Learning Hub

How Your Smartphone Can Help Your Parenting

How Smartphones Can Help Parenting

Ever wondered how your kids view you? Check out this mom’s simple plan to see herself through her kids’ eyes:

I was intrigued by a TED talk about the benefits of teachers videoing themselves teaching in their classrooms. They use the videos to assess what went well and what could be improved. I realized if someone could see a video of a typical challenge in our home it would tell the true story of our interactions and give helpful insight.

Since reading to our kids is very important to us and bedtime is one of those challenging times of the day I decided to use this scenario. Normally the kids compete to turn the same pages, and push each other away because they each want me to themselves. When it escalates to yelling we put an end to reading even though it’s one of their favorite activities. Naturally the rest of bedtime doesn’t go smooth either.

That night I set up my smartphone on a dresser facing my daughter and my son sitting in my lap. It video recorded us reading a story together, as I did my best to forget about it and do “business as usual”. Business as usual was not pretty.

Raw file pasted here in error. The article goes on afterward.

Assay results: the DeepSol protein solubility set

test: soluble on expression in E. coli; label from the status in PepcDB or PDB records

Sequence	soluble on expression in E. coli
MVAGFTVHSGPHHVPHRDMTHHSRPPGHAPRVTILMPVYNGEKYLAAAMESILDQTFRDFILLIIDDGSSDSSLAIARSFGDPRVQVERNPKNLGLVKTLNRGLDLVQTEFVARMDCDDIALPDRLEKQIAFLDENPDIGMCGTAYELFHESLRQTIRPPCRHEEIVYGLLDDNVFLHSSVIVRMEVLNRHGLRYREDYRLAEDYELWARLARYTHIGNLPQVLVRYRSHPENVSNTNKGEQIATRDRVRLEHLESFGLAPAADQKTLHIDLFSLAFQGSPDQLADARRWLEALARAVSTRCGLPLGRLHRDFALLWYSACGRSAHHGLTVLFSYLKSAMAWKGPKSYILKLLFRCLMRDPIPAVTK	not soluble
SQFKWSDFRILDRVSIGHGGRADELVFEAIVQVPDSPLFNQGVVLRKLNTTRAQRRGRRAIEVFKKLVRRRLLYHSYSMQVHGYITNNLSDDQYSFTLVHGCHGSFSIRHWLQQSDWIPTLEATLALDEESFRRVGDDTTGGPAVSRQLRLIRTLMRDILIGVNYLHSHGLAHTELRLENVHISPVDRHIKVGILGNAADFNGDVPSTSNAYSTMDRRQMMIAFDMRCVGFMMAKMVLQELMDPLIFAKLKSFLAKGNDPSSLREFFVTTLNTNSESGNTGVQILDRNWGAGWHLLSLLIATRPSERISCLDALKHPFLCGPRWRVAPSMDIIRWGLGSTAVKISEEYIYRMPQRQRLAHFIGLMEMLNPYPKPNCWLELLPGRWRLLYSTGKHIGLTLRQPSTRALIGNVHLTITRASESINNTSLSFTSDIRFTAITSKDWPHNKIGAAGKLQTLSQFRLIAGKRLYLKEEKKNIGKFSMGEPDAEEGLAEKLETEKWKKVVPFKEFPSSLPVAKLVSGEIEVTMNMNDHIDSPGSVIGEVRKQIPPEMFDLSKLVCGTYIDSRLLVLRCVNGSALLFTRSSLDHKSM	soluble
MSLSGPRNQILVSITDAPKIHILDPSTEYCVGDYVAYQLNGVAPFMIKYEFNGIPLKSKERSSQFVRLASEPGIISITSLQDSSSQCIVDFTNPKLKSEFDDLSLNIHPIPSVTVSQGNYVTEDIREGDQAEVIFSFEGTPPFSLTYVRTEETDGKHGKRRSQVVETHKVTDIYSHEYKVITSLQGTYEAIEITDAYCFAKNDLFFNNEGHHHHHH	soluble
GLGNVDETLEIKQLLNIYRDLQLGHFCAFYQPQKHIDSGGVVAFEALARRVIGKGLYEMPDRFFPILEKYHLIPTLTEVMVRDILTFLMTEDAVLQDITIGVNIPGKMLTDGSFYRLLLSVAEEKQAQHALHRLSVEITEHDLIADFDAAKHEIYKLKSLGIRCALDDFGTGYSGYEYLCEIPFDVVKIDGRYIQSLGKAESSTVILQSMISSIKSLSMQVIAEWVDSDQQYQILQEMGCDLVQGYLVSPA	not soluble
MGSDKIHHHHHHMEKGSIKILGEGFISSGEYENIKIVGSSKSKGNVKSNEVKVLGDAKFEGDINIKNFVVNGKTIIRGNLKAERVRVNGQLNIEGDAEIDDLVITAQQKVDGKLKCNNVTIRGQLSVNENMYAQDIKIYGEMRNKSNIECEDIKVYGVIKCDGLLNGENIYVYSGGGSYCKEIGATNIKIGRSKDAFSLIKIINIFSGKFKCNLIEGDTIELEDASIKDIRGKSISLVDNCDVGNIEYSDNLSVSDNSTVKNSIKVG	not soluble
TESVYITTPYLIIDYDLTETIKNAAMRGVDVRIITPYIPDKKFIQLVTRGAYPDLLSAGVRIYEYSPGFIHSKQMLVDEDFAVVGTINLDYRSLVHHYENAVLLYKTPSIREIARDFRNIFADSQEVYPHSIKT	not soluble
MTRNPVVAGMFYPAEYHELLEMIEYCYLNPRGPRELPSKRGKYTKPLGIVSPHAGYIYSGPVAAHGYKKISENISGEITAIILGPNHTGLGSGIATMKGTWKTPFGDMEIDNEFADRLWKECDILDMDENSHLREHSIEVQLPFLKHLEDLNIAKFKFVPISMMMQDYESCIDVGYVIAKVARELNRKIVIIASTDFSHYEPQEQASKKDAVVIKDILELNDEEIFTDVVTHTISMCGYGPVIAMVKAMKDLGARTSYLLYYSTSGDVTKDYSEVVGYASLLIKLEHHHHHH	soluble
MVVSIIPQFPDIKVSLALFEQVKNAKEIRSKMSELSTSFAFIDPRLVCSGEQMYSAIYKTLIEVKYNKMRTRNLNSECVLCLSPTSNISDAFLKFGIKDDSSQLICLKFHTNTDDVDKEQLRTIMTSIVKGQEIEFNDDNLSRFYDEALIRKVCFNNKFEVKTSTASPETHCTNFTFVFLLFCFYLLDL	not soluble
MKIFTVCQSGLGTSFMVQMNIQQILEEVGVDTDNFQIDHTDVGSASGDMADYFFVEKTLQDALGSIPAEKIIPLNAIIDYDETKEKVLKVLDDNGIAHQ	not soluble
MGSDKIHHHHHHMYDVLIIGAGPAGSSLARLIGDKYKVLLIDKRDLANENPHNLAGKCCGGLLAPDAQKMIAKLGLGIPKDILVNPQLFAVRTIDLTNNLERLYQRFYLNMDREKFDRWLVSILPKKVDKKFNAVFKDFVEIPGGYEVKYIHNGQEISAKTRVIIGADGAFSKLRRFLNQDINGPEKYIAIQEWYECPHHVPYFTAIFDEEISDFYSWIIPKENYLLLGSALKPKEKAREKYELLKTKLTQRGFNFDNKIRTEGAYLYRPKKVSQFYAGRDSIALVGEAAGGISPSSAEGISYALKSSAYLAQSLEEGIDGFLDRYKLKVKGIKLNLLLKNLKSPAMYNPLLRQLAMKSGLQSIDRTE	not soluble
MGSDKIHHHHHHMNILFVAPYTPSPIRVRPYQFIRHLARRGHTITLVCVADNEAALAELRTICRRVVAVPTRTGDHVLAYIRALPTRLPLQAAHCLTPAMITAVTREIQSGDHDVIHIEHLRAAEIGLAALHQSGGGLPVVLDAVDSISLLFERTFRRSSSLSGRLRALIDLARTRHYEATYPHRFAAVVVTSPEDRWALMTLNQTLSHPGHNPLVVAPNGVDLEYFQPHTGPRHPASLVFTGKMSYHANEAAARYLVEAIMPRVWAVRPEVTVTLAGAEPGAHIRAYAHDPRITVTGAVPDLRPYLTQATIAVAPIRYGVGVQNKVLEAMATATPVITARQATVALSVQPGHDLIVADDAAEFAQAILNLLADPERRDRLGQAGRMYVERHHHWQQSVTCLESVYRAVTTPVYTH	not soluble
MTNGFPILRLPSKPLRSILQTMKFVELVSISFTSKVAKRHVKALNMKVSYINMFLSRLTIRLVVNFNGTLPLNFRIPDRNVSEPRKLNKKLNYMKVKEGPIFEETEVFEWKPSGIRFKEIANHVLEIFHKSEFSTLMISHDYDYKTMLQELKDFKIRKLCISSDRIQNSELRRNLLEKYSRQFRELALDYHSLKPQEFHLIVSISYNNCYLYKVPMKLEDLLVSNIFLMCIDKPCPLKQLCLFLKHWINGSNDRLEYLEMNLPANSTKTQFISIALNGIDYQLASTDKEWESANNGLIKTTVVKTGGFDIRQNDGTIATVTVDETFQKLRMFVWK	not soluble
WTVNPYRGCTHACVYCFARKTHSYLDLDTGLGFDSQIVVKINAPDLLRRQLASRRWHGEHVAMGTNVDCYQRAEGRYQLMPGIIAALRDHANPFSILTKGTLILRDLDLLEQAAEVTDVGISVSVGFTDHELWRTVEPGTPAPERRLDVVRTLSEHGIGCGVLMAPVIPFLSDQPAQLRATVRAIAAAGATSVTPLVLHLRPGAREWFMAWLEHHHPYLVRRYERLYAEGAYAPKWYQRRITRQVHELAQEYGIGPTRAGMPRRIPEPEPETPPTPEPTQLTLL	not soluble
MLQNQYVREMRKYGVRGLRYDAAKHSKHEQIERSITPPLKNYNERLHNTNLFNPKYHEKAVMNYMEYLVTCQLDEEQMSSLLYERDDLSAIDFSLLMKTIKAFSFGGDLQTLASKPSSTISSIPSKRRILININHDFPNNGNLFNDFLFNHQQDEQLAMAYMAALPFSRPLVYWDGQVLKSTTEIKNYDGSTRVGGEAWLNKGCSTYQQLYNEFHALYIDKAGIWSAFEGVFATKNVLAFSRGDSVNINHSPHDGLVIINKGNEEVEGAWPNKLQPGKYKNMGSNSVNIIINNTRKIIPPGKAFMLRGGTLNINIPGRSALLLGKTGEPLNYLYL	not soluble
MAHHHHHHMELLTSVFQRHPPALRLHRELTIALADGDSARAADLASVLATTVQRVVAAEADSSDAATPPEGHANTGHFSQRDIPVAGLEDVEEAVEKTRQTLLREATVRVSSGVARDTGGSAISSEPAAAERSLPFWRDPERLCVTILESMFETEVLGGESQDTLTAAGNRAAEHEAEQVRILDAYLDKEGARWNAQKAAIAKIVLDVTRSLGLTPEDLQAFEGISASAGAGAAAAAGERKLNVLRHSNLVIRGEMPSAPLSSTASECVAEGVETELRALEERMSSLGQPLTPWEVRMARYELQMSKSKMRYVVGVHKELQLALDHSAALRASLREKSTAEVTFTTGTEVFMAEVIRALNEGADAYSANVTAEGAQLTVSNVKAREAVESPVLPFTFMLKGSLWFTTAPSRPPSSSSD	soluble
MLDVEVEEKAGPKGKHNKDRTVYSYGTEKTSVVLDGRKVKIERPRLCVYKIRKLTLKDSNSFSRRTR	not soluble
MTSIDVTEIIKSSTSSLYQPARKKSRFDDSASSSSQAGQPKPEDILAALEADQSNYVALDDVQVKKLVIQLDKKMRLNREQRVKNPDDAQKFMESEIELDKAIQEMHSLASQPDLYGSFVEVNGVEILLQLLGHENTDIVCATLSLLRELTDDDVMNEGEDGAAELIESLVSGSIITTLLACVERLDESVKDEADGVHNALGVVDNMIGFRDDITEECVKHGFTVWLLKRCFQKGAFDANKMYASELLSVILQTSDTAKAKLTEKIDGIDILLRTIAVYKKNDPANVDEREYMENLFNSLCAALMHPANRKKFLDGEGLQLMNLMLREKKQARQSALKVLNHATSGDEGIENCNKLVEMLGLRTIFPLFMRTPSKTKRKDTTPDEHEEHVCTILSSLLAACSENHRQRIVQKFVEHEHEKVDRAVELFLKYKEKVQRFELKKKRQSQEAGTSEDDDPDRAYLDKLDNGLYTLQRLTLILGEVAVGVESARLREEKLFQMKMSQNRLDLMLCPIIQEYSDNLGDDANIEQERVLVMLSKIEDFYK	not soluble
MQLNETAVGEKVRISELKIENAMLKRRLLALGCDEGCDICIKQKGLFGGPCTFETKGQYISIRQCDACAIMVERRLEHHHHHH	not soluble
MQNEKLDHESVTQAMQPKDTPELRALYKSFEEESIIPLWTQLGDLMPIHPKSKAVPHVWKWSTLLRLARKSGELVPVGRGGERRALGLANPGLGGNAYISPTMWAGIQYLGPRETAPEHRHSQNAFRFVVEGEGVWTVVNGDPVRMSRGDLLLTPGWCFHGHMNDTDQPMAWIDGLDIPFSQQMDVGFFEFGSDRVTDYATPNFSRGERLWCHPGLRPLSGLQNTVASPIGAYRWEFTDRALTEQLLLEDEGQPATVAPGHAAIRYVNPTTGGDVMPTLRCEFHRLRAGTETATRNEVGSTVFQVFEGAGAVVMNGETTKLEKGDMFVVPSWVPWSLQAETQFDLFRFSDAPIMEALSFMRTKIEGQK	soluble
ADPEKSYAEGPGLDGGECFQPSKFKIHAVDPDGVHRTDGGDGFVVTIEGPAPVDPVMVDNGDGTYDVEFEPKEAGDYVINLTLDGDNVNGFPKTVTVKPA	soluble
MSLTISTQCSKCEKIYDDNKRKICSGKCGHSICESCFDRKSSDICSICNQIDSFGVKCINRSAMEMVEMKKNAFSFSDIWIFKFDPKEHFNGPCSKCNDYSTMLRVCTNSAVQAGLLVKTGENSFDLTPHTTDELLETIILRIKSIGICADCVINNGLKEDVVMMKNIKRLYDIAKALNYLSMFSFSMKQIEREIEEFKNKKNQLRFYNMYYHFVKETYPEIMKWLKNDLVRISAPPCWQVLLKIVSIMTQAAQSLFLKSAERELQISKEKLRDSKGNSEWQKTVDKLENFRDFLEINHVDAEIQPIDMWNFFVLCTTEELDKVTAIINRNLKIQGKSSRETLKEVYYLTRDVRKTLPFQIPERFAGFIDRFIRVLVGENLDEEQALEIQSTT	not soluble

It was a wake-up call, to say the least! After seeing myself – I wouldn’t want to respect me either. Sometimes we need to have an “out of body experience” look at ourselves to see what’s really happening. I now have a concrete image in my brain that comes up when I feel the same emotions resurface. It enables me to catch myself early and correct the old habits.As I reviewed the video later, I picked up on all the non-verbal cues I was giving off that I didn’t realize were there. What I thought might be subtle, what I didn’t think my kids would pick up on, were probably the very cues they were feeding off: frustration, sleep deprivation, a rush to “get through it”, rolling my eyes multiple times, sighing — the list goes on.

What a creative way to “see with your own eyes” the messages you’re sending your children, either purposefully or unknowingly.

Apply It Now:

  • What is a setting or routine that is particularly challenging for you?
  • Videotape yourself interacting with your kids.
  • Watch it — what nonverbal signals are you giving? How do you think they might be affecting your kids? What messages are you sending them?


What are your parenting strengths?

You’ve got them. Knowing your strengths will help you become the best parent you can be. Knowing your parenting challenges is useful information too. Take our FREE ASSESSMENT.

Jim and Lynne Jackson
Jim and Lynne Jackson
Articles: 226